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Napoleonic Wars

The Napoleonic Wars (1803–1815) were a series of major conflicts pitting the French Empire and its allies, led by Napoleon I, against a fluctuating array of European powers formed into various coalitions, financed and usually led by the United Kingdom.

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The North Atlantic Treaty Organization (NATO; Organisation du Traité de l'Atlantique Nord; OTAN), also called the North Atlantic Alliance, is an intergovernmental military alliance between 29 North American and European countries.

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Nazi Germany

Nazi Germany is the common English name for the period in German history from 1933 to 1945, when Germany was under the dictatorship of Adolf Hitler through the Nazi Party (NSDAP).

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Night of the Long Knives

The Night of the Long Knives (German), also called Operation Hummingbird (German: Unternehmen Kolibri) or, in Germany, the Röhm Putsch, was a purge that took place in Nazi Germany from June 30 to July 2, 1934, when the National Socialist German Workers Party, or Nazis, carried out a series of political extrajudicial executions intended to consolidate Adolf Hitler's absolute hold on power in Germany.

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Nuremberg trials

The Nuremberg trials (Die Nürnberger Prozesse) were a series of military tribunals held by the Allied forces under international law and the laws of war after World War II.

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Oboe (navigation)

Oboe was a British aerial blind bombing targeting system in World War II, based on radio transponder technology.

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Occupation of the Ruhr

The Occupation of the Ruhr (Ruhrbesetzung) was a period of military occupation of the German Ruhr valley by France and Belgium between 1923 and 1925 in response to the Weimar Republic's failure to meet its second reparation payment of the £6.6 billion that was dictated in the Treaty of Versailles by the Triple Entente(1919) in the aftermath of World War I.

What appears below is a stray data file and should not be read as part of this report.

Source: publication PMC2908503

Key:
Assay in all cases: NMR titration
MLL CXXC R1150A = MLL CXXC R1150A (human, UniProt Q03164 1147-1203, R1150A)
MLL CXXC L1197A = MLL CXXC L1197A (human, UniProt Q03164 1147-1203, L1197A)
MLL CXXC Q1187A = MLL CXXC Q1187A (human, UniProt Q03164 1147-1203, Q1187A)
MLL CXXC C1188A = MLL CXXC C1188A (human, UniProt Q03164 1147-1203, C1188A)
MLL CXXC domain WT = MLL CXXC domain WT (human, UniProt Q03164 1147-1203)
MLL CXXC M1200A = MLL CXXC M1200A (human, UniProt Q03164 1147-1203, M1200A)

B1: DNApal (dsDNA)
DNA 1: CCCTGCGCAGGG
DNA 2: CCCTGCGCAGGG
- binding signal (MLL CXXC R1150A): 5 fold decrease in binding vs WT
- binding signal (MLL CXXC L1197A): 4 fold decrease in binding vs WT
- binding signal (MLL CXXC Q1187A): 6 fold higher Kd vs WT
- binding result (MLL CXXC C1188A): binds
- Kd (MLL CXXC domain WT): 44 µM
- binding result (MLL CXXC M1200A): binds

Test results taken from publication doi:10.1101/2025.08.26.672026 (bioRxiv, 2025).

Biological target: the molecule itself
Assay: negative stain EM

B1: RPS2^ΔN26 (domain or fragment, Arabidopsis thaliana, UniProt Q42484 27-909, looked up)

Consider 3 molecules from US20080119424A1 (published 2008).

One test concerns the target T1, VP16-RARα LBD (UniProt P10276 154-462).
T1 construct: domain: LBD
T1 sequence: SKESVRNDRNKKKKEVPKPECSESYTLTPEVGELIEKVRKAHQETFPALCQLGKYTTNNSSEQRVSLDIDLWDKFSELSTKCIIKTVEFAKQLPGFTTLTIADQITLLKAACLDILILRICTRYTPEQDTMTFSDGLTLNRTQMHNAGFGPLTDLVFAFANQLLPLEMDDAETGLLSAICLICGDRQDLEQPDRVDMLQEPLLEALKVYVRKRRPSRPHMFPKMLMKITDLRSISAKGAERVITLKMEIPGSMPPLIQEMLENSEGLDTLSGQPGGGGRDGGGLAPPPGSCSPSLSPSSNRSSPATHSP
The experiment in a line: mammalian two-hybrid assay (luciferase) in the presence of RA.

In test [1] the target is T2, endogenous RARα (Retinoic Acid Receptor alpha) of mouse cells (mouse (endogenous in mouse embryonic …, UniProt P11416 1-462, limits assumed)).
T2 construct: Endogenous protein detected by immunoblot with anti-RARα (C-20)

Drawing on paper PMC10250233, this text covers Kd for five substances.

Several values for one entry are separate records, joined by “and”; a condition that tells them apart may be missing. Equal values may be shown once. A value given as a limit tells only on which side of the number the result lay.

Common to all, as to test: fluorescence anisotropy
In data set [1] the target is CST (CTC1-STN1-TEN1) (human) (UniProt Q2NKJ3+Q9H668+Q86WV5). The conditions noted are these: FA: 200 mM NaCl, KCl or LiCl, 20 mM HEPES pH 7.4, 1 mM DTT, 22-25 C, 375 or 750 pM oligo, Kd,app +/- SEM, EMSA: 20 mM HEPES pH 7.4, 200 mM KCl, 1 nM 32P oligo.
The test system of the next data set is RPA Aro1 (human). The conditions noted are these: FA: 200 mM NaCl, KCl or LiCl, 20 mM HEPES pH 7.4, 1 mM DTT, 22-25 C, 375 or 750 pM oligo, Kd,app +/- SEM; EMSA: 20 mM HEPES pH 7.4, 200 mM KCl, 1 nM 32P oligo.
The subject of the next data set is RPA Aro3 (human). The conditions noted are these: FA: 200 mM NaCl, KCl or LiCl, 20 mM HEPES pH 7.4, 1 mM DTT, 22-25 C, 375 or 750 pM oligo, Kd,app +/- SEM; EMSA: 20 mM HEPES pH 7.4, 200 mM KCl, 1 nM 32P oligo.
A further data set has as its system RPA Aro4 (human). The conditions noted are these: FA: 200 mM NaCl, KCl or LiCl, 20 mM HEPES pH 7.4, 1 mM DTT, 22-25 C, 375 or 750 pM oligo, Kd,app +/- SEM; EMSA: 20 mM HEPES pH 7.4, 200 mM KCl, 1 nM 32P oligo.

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Odisha (formerly Orissa) is one of the 29 states of India, located in eastern India.

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Otto von Bismarck

Otto Eduard Leopold, Prince of Bismarck, Duke of Lauenburg (1 April 1815 – 30 July 1898), known as Otto von Bismarck, was a conservative Prussian statesman who dominated German and European affairs from the 1860s until 1890 and was the first Chancellor of the German Empire between 1871 and 1890.

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Pahlavi dynasty

The Pahlavi dynasty (دودمان پهلوی) was the ruling house of the imperial state of Iran from 1925 until 1979, when the 2,500 years of continuous Persian monarchy was overthrown and abolished as a result of the Iranian Revolution.

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Panic of 1873

The Panic of 1873 was a financial crisis that triggered a depression in Europe and North America that lasted from 1873 until 1879, and even longer in some countries (France and Britain).

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Panzer I

The Panzer I was a light tank produced in Germany in the 1930s.

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Panzer IV

The Panzerkampfwagen IV (PzKpfw IV), commonly known as the Panzer IV, was a German medium tank developed in the late 1930s and used extensively during the Second World War.

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Paris Gun

The Paris Gun (Paris-Geschütz / Pariser Kanone) was the name given to a type of German long-range siege gun, several of which were used to bombard Paris during World War I. They were in service from March to August 1918.